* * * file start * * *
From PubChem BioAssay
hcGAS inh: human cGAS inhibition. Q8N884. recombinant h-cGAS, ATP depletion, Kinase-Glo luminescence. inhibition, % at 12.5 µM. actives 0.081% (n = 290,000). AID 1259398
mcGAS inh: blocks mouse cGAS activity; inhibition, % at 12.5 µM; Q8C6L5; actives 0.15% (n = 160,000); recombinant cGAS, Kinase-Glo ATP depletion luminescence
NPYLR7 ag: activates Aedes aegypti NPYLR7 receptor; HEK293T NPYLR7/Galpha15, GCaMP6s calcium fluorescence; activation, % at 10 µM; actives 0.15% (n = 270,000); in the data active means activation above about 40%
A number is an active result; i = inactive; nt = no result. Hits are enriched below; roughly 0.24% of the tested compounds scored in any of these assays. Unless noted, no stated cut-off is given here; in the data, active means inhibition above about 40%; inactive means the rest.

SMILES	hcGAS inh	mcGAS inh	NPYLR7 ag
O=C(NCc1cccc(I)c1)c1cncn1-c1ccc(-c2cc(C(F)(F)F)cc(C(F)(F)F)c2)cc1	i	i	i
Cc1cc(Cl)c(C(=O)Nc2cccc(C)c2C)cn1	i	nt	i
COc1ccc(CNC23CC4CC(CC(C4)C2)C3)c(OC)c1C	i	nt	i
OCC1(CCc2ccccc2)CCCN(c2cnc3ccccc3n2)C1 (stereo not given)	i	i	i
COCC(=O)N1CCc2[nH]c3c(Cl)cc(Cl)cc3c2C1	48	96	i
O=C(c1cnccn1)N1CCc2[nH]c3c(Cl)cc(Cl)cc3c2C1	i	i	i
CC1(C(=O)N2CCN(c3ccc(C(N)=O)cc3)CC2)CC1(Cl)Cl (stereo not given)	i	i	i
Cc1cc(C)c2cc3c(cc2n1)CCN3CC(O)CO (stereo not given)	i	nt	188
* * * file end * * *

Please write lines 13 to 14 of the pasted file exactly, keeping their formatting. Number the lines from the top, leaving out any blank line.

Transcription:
CC1(C(=O)N2CCN(c3ccc(C(N)=O)cc3)CC2)CC1(Cl)Cl (stereo not given)	i	i	i
Cc1cc(C)c2cc3c(cc2n1)CCN3CC(O)CO (stereo not given)	i	nt	188